Ari Shavit is a favorite of mine. I have previously written about the valuable information I gained by reading his recent book, “My Promised Land”. He impresses me as a clear-eyed Israeli who, despite and, in some ways, because of his love and admiration for his native land, writes with skill and truth about its conflicts and challenges. Here is his op/ed piece in Haaretz. He challenges liberals like me to recognize the evil of the various Muslim groups that have emerged in the Middle East. He warns against treating them as innocent victims while criticizing the excesses of Israel’s response to them. In his final paragraph he acknowledges the “. . .justified criticism against Israel (for the occupation, settlements, racist fringes). . . .”
Finally, here is a powerful article written by Ari Shavit for Haaretz a couple of days ago. It expresses better than I can, the way I feel about Israel and the proper reaction to its policies.
Ari Shavit places me squarely where I often find myself: Opposed to the acts or omissions of one side of a conflict while equally or, as here, even more opposed to the opponents of that side. I remember well years ago when I wrote a brief and a law review article about the right of “Remonstrance” and received very complementary responses from people eager to use my effort as justification for their hatred of government – the so-called “militia” crazy fringe groups.
Finally, here is an article by a Haaretz blogger, an Israeli liberal, who expresses the kind of troubling issues that have affected me for the past six weeks.
The View From Palestine
In addition to Haaretz, I have been reading articles posted by Nadia Harhash, a Palestinian woman who has managed to retain her gentle intelligence while living in the chaos of Protective Edge, an achievement I regard with admiration.
Here is a long essay posted by Ms. Harhash. It reads like a “stream of consciousness” rendition of how she reacts to living in Gaza. I posted a comment, dissenting from a sentence in her essay and she replied. English is not her native language but she manages to convey some of her feelings and thoughts.
The Dahiya Doctrine and Other Legal Issues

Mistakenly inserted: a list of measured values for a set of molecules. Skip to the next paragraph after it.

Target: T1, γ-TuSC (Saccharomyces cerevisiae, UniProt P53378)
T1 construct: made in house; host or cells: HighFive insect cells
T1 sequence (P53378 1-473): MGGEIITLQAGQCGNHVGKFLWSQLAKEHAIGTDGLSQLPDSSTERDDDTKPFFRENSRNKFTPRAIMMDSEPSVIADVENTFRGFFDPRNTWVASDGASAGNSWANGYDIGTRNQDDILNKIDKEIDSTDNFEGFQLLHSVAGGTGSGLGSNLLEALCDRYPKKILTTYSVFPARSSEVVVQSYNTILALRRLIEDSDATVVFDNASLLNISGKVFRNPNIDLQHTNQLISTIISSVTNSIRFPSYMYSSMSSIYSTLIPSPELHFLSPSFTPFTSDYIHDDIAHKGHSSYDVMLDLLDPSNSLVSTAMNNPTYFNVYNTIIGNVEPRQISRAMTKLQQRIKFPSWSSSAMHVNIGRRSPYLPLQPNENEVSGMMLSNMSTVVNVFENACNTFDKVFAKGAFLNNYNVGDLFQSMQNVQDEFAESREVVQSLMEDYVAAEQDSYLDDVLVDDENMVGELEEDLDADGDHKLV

Here is a long essay by an American anthropologist, Jeff Halper, who has lived in Israel since 1973. He is a well educated critic of Israel who has written several books about the Israel-Palestinian conflict. It is worth noting that his presence in Israel, free to express his opposition to the policies of its government, is strong evidence that Israel practices admirable tolerance of dissent.
The Dahiya Doctrine was approved in 2006 during an Israeli conflict with Lebanon. Here is the way Dr. Halper describes it, quoting an Israeli military commander:
“In the second Lebanon War in 2006, after destroying the Dahiya neighborhood in Beirut, the Hizbollah ‘stronghold,’ Israel announced its ‘Dahiya Doctrine.’ Declared Gadi Eisenkott, head of the IDF’s Northern Command,
‘What happened in the Dahiya quarter of Beirut in 2006, ‘will happen in every village from which Israel is fired on…. We will apply disproportionate force on it and cause great damage and destruction there. From our standpoint, these are not civilian villages, they are military bases.… This is not a recommendation.This is a plan. And it has been approved.'”
Four years later, during another conflict, the Jerusalem Post article stated that the Dahiya Doctrine was still being debated within the Israeli military leadership. I don’t know whether that doctrine governs today’s IDF strategy in Gaza, but some of the reports of attacks on civilian locations look suspiciously like it.
For example, here is story from yesterday’s Haaretz reporting that Israel’s bombs killed three military leaders of Hamas. Buried in the account of this success is the following description of last Tuesday’s effort to kill Mohammed Deif, the commander of the Hamas military wing:
“Even more significant would be the death of Mohammed Deif, the shadowy figure who has survived several previous Israeli assassination attempts with severe injuries and was the target of Tuesday night’s attack. Mr. Deif’s fate remained unknown Thursday, though the body of his 3-year-old daughter, Sara, was recovered from the rubble of the Gaza City home where five one-ton bombs also killed Mr. Deif’s wife, baby son and at least three others.“
This raises a question: Was ten thousand pounds of explosives an appropriate way to react to a report that the subject of a long hunt was in a home? Was there no way for troops on the ground to go to that location and either kill or capture Deif without killing his wife, son and three others?
This has absolutely nothing to do with anything serious. I will add it because, when I read it, I escaped, for a few moments, from death and war and fear. Here is today’s post from skywalker>